Capital of the Vendômois, a rural region of green and hilly landscapes, Vendôme is a little town steeped in art and history just 43 minutes from Paris by TGV. Criss-crossed by several offshoots of the River Loir and set into the hill surrounding the castle, the historic part of town boasts several interesting monuments, all a reminder of Vendôme’s rich past.
Since the 17th century, Vendôme has maintained a unique interest in the preservation of green space: plane trees, weeping willows, magnificent cedars, fantastic floral frescoes, all contribute to making the town a beautiful destination worth a one day visit.
The banks of River Loir
The Loir is a tributary of the Sarthe River which it joins in Briollay, north of Angers. Not to be confused with the Loire River, running some 40 km south of Vendôme, the Loir is masculine in French (le Loir) whereas the Loire is feminine (la Loire). Both are pronounce the same in French [lwaʁ].
The historic part of Vendôme is bordered by two main offshoots of the Loir, hence the nickname “Little Venice”. Lined with plane trees, the banks of the Loir are perfect for a leisurely stroll.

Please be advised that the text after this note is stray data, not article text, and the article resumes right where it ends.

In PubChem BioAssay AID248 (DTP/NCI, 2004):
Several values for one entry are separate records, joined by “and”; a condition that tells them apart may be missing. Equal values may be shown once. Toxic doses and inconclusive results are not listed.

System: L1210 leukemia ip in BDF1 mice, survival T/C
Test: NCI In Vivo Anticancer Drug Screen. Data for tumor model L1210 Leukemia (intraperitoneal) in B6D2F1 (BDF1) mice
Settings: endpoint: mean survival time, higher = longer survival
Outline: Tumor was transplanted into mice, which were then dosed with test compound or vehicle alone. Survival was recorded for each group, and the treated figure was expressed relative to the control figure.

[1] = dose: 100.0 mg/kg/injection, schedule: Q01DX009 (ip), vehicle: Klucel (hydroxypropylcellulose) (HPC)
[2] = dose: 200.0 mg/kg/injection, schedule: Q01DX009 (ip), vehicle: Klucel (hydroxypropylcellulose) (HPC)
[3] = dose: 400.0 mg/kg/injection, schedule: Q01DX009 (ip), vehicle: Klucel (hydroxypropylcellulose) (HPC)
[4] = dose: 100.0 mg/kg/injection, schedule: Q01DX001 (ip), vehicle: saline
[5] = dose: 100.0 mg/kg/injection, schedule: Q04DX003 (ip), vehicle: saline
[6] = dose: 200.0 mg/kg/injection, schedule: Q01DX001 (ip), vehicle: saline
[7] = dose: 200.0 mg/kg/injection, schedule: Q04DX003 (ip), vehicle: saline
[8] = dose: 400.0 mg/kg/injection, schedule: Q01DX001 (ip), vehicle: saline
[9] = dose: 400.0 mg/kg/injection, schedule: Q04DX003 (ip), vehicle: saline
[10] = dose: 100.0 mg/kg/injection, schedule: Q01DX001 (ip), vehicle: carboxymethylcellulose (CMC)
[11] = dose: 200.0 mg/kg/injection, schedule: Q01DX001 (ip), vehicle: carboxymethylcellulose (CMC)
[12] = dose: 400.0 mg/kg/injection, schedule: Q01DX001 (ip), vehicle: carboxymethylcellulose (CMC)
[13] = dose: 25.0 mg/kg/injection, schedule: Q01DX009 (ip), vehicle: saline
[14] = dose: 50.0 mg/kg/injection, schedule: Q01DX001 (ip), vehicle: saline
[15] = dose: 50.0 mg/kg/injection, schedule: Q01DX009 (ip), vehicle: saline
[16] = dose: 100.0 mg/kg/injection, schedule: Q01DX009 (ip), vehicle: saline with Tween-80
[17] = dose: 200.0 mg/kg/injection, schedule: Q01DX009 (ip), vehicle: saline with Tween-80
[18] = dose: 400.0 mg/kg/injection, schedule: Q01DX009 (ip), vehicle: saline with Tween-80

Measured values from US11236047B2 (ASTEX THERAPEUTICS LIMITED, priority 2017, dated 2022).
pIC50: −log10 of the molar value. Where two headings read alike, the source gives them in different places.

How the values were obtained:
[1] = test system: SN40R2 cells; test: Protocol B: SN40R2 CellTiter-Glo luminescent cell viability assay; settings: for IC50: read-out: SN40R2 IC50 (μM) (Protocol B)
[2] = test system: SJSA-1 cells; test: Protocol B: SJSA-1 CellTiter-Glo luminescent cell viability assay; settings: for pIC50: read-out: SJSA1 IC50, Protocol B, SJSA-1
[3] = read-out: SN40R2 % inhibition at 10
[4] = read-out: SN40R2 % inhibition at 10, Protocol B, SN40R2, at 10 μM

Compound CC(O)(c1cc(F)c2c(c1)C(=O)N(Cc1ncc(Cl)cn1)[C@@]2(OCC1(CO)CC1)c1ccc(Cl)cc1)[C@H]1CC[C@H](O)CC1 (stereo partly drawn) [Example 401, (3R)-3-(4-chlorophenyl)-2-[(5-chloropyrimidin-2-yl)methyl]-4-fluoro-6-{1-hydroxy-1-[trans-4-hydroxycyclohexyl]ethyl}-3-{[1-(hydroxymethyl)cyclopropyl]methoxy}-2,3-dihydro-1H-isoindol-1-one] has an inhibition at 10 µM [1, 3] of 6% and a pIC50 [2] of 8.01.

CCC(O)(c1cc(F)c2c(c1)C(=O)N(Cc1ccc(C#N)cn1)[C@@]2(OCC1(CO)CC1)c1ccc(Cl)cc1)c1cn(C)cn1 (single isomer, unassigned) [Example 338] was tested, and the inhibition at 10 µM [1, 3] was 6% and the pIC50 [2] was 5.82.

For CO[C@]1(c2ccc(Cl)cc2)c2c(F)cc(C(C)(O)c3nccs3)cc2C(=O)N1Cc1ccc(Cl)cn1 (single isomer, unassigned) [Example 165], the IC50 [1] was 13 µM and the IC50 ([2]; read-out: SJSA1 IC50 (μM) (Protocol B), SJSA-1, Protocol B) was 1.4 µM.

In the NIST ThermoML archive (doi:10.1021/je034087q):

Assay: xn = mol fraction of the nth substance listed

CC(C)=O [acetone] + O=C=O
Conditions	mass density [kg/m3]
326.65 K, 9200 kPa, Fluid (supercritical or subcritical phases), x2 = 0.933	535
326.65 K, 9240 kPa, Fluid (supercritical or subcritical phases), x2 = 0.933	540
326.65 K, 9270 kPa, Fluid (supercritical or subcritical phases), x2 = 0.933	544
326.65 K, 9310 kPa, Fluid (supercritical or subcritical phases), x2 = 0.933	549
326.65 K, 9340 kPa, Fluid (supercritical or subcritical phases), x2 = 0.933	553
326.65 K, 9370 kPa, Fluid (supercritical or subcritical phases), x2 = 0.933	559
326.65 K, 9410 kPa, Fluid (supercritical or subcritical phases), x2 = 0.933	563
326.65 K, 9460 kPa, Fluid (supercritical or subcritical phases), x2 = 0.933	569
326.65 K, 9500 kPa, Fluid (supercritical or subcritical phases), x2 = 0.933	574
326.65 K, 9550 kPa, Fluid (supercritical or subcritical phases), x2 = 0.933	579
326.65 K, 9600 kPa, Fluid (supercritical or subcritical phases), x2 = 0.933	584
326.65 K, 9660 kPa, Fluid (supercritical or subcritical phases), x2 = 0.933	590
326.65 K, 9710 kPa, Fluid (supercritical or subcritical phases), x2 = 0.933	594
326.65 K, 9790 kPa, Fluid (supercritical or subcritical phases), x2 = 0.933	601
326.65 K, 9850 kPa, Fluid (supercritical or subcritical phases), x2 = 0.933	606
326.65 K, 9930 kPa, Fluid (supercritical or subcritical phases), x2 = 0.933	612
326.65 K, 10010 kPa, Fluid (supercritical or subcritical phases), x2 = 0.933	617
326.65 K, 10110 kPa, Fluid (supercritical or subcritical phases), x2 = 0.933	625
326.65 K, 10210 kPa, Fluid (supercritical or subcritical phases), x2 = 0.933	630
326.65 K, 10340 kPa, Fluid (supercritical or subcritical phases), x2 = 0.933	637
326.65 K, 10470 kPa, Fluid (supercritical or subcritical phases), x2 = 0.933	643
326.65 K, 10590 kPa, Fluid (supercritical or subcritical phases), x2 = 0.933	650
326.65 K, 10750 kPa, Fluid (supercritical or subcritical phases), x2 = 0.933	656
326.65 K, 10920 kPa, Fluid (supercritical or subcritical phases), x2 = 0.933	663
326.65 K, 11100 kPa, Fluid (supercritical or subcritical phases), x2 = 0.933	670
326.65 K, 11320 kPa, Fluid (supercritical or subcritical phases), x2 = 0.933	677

The slope of the small gardens (“pente des petits jardins” in French) is the former name for Square Belot. On Square Belot, beautiful examples of floral frescos can be admired from the banks of the Loir River. The theme of these frescoes is changed every season. Because of the exceptional display of flowers throughout the historic part of town, Vendôme has been awarded the “four flowers” label in the national floral competition for ten consecutive years.
The Water Gate (porte d’eau), dating back to the end of the 13th century, is a remarkable medieval structure spanning over a branch of the Loir River. Also named “Arche des Grands Prés” (arch of the great meadows), the Water Gate was part of a dam system designed to control the quantity of water needed to feed the watermills of the city.
Between the Place de la Liberté and the Carrefour des Rochambelles, the Islette Tower built in the 13th century, was part of the fortifications along the banks of the Loir River. Further on, the bridge crossing the river and leading to Rue du Change, known as “Pont Chartrain” was initially made of wood. Destroyed by a flood, it was rebuilt in stone in 1691.
The ramparts of Vendôme were abandoned in the 18th century following destruction during consecutive floods of the Loir River. They were not rebuilt because they had by that time lost their strategic advantage.
Rue du Change and St. Jacques Chapel